Tour the world of wine with Robin Garr in 2004
Burgundy and Champagne tour with French Wine Explorers, May 24-30, 2004

New Zealand tour with Wine & Food Trails, Feb. 3-12, 2004

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In This Issue
 Eric Forest 2001 "La Côte" Pouilly-Fuissé ($15)
 Roger Lassarat 2001 Pouilly-Fuissé "Clos de la Grange Murgets" Vieilles Vignes ($20)

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Introducing Burgundy: Pouilly-Fuissé

For most people, the idea of a white Burgundy seems like a contradiction in terms. After all, Burgundy means red, doesn't it? Indeed, by long (and happily declining) tradition, at least in the United States and Australia, modest red wines were often labeled as "burgundy," one hopes with a lower-case generic "b."

So it's not unreasonable that when we think of the wonderful wines from Bourgogne - that slender, favored stretch of wine country east of Paris, mostly between Dijon and Lyons - we think first of its great red wines made from Pinot Noir. But Burgundy means white wine, too, and I'm not alone in the belief that the Chardonnay grape reaches its pinnacle here.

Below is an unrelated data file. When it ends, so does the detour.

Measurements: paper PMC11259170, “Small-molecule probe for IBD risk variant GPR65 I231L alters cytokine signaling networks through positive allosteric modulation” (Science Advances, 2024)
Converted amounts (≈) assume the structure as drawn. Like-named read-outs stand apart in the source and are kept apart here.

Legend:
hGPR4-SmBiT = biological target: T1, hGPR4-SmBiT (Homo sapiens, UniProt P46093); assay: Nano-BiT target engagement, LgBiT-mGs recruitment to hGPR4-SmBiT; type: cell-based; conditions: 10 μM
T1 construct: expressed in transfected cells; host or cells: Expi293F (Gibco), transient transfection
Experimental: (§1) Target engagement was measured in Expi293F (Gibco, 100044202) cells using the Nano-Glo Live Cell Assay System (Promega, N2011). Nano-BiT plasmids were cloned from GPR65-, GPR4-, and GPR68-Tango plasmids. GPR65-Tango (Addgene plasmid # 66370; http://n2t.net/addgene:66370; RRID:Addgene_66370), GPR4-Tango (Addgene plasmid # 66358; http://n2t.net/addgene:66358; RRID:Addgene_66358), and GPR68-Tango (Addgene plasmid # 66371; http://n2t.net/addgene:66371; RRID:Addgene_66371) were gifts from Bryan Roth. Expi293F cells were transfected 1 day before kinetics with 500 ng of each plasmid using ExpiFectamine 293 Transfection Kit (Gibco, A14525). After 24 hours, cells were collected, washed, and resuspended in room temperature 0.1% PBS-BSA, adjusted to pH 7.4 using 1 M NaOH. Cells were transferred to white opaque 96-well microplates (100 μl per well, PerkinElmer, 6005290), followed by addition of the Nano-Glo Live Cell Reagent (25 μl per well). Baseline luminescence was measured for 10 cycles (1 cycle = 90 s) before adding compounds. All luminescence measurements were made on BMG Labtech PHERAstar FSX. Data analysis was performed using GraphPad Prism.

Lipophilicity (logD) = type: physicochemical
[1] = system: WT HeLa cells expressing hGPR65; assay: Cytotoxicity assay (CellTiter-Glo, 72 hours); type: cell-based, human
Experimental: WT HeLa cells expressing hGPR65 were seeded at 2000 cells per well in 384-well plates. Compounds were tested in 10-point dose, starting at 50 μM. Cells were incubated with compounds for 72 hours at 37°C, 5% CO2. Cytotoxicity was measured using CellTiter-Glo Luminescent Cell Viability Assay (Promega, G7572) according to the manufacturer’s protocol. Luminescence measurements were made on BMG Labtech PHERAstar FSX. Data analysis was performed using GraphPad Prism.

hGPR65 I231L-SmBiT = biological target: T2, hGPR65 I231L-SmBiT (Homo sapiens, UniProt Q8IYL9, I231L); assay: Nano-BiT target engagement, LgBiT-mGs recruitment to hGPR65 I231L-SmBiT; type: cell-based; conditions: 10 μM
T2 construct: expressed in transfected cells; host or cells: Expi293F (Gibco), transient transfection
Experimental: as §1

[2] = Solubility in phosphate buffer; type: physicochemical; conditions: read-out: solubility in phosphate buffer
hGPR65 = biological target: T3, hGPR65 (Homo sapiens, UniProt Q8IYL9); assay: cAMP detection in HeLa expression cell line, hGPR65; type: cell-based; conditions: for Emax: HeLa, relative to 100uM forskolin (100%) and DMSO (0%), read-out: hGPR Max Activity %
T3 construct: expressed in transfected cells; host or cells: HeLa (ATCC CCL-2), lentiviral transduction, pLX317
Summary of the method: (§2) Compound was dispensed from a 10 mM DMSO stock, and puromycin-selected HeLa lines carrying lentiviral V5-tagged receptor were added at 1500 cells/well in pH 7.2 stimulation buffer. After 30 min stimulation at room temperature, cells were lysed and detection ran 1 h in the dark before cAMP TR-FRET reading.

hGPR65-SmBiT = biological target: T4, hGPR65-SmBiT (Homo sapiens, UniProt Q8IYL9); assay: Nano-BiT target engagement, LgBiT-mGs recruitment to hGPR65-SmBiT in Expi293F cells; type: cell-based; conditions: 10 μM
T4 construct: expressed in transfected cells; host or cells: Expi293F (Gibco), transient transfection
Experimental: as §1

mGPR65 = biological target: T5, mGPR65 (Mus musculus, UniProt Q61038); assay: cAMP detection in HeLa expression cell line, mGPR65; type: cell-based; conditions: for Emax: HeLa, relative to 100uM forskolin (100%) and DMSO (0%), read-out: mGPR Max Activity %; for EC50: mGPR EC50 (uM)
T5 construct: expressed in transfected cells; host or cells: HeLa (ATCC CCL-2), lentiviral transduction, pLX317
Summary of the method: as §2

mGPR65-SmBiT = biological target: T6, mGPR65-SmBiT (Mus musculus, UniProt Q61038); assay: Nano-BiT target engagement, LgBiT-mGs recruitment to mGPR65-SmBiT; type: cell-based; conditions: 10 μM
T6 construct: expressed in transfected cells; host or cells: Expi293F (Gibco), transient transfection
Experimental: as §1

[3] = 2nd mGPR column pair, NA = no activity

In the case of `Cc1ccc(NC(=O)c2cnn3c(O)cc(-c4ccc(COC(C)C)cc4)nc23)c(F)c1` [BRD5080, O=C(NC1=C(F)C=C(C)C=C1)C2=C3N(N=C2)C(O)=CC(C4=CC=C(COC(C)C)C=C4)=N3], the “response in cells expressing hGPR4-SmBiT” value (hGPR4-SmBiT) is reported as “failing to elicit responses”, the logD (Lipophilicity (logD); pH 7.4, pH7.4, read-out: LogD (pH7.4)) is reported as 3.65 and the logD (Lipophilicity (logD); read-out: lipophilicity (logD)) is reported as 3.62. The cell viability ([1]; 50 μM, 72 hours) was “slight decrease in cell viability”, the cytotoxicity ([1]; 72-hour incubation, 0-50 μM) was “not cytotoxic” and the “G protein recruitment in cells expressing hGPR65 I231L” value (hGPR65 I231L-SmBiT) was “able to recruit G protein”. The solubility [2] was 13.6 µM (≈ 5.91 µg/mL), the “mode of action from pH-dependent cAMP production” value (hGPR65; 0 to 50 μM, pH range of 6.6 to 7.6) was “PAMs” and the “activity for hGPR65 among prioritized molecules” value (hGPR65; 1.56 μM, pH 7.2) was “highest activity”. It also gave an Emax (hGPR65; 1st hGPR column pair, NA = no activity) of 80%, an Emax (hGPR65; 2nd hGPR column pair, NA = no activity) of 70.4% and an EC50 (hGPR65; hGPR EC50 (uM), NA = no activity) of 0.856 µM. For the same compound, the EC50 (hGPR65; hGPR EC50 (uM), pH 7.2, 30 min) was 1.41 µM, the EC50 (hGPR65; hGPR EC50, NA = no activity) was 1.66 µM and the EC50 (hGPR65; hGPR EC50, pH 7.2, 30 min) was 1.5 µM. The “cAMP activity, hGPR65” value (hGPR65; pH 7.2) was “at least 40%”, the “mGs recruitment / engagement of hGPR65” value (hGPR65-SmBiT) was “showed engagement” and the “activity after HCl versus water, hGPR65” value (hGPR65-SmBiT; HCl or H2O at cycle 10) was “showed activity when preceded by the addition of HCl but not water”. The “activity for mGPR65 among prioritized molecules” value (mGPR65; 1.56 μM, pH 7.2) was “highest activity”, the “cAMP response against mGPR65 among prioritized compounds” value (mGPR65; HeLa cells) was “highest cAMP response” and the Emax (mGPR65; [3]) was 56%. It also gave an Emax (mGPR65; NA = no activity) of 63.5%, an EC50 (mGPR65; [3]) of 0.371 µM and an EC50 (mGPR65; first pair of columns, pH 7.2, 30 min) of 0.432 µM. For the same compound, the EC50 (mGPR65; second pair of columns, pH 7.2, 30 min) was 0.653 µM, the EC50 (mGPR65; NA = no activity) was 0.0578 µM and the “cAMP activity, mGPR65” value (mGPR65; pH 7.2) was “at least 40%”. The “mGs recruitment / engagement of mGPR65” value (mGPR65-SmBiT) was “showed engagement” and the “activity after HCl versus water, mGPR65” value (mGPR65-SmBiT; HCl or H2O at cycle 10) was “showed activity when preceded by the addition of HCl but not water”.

For whites as for reds, the most sought-after Burgundies - the top 10 percent of the region's production - come from a short stretch around the village of Beaune, called the "Côte d'Or," which is often poetically translated as "golden slope," although its orgin is the more prosaic "east-facing slope."

Much of Burgundy's white wine comes from farther south, though, from the larger Maconnais (near, and named after, the village of Macon). A good bit of it is relatively "industrial" in style, the least expensive "entry-level" approach to white Burgundy. A notch up in price - and sometimes in quality - is the Chardonnay-based white wine from Pouilly-Fuissé near the southern tip of the Maconnais, where it runs into Beaujolais.

Back in the 1980s, when many of us in the U.S. were first getting into "fine" wine, Pouilly-Fuissé became surprisingly popular, defying the then widely held notion that Americans would never buy a wine that we couldn't pronounce. (For the record, it's "Poo-yee Fwee-say.") Demand and supply drove prices upward, eventually creating the perception that Pouilly-Fuissé is overpriced. And sometimes it is. But if the price is right, Pouilly-Fuissé can make an excellent introduction to white Burgundy, showing clean Chardonnay fruit, good balance, firm acidity and a touch of minerality ... all the components that display Chardonnay at its best.